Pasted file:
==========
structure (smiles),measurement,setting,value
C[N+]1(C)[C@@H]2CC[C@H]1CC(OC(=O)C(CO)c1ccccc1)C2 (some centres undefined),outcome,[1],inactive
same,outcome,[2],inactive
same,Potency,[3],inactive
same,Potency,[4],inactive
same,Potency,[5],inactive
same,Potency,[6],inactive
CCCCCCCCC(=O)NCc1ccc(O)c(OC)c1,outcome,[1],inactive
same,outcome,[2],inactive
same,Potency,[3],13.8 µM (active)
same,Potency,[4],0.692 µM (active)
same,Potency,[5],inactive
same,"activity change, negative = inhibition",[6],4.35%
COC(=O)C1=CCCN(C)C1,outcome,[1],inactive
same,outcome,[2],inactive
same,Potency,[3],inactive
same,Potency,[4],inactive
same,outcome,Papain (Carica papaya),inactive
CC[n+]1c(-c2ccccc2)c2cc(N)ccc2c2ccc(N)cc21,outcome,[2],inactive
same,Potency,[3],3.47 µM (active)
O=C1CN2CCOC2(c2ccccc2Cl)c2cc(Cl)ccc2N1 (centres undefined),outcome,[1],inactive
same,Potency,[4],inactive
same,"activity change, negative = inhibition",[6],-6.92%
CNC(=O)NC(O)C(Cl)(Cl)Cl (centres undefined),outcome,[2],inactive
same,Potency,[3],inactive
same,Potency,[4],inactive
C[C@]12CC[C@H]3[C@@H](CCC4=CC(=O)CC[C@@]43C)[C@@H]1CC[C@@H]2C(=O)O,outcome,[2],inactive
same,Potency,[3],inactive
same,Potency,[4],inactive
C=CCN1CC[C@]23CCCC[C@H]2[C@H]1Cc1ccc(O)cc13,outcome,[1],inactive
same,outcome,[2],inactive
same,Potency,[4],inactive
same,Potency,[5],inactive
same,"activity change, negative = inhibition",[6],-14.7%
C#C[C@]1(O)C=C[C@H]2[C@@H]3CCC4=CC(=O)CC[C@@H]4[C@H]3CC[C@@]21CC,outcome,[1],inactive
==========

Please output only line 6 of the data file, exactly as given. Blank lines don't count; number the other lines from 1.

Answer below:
same,Potency,[5],inactive